Jul 20 2017

Campus Technology 2017: Virtual Reality Is More Than a New Medium

Experts weigh in on the future of VR in higher education.

Step inside a Mongolian tent. Experience the daily reality of homelessness. Or immerse yourself inside a surrealist painting by Salvador Dalí.

These are some of the virtual reality experiences that already exist, with many more on the horizon, according to experts who gathered Thursday at the Campus Tech conference in Chicago for “Future Trends Forum Live: Teaching and Learning in a Virtual, Wearable and AI World.”

Bryan Alexander, president of Bryan Alexander Consulting and host of the Future Trends Forum webcast, joined Emory Craig, director of e-learning and instructional technology at the College of New Rochelle, and Maya Georgieva, co-founder and chief innovation officer at Digital Bodies Immersive Learning, for a conversation about VR — where it is now and where it’s going.

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VR Hardware Advancements Are Moving Quickly

“It’s actually getting pretty exciting,” Georgieva said, noting that legacy companies and startups alike have projects in the works that will soon be on the market. Look for standalone, wireless VR headsets later this year from Facebook and Google.

Technical improvements that will enrich the quality of immersion are also on the horizon, Craig said. For example, a jump from the current three degrees of tracking up to six degrees will enable headsets to sense not only where a user’s head is, but also locate the user’s body, which will enhance the sense of presence in a VR experience.

Craig said he’s also looking forward to the wireless component, noting that now, users can easily trip over connective cables, which jars them out of the experience. “It breaks the illusion,” he said.

The next evolution, Craig said, will be glasses capable of supporting VR and augmented reality. He predicts they’ll become commonplace, eliminating the need for VR apps on a smartphone.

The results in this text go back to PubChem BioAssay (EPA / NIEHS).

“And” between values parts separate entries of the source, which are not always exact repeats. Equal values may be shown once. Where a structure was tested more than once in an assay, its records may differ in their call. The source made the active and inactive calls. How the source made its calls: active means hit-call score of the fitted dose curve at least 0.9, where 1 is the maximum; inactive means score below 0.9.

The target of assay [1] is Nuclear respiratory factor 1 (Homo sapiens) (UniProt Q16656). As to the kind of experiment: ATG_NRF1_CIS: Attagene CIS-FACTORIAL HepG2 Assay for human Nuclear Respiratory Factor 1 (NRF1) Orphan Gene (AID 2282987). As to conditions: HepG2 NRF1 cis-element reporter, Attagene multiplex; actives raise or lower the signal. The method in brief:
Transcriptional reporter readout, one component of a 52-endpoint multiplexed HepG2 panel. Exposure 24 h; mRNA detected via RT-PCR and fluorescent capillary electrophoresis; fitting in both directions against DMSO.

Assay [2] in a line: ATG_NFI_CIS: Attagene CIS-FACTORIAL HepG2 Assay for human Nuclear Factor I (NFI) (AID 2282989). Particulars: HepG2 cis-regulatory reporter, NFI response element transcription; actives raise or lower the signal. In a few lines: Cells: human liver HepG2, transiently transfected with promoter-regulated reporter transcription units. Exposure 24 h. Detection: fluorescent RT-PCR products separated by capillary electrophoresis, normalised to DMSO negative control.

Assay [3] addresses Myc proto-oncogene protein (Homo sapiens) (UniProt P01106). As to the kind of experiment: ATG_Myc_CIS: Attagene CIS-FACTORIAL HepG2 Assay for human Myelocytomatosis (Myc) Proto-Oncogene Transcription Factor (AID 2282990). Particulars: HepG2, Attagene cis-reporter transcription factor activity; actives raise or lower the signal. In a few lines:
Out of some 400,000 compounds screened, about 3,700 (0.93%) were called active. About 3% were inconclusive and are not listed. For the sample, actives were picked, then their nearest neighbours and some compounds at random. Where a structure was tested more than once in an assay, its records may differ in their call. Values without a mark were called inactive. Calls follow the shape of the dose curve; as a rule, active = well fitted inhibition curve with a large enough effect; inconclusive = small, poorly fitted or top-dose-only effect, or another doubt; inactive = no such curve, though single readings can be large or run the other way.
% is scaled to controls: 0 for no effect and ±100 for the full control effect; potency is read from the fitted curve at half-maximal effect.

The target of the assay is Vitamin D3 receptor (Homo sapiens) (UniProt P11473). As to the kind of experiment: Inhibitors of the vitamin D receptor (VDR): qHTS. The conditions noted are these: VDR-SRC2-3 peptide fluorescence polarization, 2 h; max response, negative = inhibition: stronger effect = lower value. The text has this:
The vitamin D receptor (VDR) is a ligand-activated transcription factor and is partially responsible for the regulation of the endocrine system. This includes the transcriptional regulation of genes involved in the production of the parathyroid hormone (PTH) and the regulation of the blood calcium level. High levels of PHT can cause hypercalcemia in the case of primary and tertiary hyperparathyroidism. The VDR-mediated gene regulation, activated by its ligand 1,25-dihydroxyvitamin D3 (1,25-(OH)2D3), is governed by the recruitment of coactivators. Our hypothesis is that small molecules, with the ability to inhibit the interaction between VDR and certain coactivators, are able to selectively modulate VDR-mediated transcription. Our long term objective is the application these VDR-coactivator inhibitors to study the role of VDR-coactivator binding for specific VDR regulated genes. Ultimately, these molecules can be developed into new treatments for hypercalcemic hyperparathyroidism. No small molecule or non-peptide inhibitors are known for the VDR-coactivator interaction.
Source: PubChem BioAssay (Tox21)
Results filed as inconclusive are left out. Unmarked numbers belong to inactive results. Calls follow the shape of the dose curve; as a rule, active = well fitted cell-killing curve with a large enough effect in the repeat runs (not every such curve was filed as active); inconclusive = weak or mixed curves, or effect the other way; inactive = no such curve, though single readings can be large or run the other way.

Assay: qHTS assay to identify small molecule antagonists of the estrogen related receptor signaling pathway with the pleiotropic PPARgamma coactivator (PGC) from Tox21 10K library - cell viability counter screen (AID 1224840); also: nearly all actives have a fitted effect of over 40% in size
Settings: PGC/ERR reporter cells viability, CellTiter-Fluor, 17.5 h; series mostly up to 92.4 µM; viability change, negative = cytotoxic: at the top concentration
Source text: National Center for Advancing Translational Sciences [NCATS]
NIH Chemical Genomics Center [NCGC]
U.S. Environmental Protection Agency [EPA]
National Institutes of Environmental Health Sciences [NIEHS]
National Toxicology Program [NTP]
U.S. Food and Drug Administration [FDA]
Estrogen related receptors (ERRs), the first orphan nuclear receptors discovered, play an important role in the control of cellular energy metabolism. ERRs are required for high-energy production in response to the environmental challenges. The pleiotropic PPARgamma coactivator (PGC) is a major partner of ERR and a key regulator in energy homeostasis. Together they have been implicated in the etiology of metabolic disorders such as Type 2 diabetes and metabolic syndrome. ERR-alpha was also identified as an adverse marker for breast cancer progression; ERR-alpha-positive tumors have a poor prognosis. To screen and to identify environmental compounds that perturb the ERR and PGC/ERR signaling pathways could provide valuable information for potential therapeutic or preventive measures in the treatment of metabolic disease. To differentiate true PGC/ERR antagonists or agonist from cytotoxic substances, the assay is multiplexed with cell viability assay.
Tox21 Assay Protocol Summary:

“I think it’s going to be a universal device,” he said. “Eventually, we’ll end up with some kind of glasses where we can just dial in the level of immersion that we want.”

Huge Potential for VR Content

The big question, Alexander said, is now that the hardware is advancing, where will the content come from?

A number of media publishers, including The New York Times and The Economist, have jumped into VR storytelling, Georgieva said. That fits well with the traditional use of news media in education, she noted, and it’s a good place for educators to look for VR content.

“If there’s a real challenge here now, I think it really is in content development,” Craig said. “The hardware has its challenges, but we haven’t begun to tap into what we can do with the hardware we already have.”

How to Get Started with VR on Campus

For educators who haven’t yet experienced VR, or who lack an established VR presence on campus, Georgieva suggested hosting an event to simply give people the opportunity to try it.

“Create that opportunity on your campus first. Just give people the exposure to this technology,” she said. “Get the conversation started and then look for where the conversation takes you.”

Panelists noted that the Google Cardboard headset is an inexpensive way to experiment, and some companies offer rentals of HTC Vive headsets.

The question of when to use VR is also likely to arise in classrooms as educators figure out how to incorporate this new tool into their teaching.

“Doing VR for the sake of VR makes no sense whatsoever,” Craig said. “Ask when does it make sense to do this in VR? Does a sense of presence help this, or is it better suited to traditional media?”

Early-Stage VR Is a Unique Point in History

VR is so new and so unlike any previous technology that it represents the start of a new era, the panelists said. Georgieva noted that some libraries are already trying to figure out how to preserve early forms of VR content, which could easily disappear as the technology evolves. She likened it to film reels of the early 20th century, now considered valuable relics of history.

The panelists also discussed the change in user habits as they learn to integrate new technologies, like VR, into existing capabilities. “We first copy and paste forms from the old media,” Alexander said. “In the second stage, we ask, what can we do with this uniquely?”

What differentiates VR, Craig said, is that “we cannot think about VR as another form of media. It’s a new media. It’s something different.”

Georgieva agreed: “We are living in the birth of a media. Just understand how thrilling and exciting it is to be a part of it and to get our students to think about it.”

Catch more updates from Campus Technology 2017 on EdTech's official event page.


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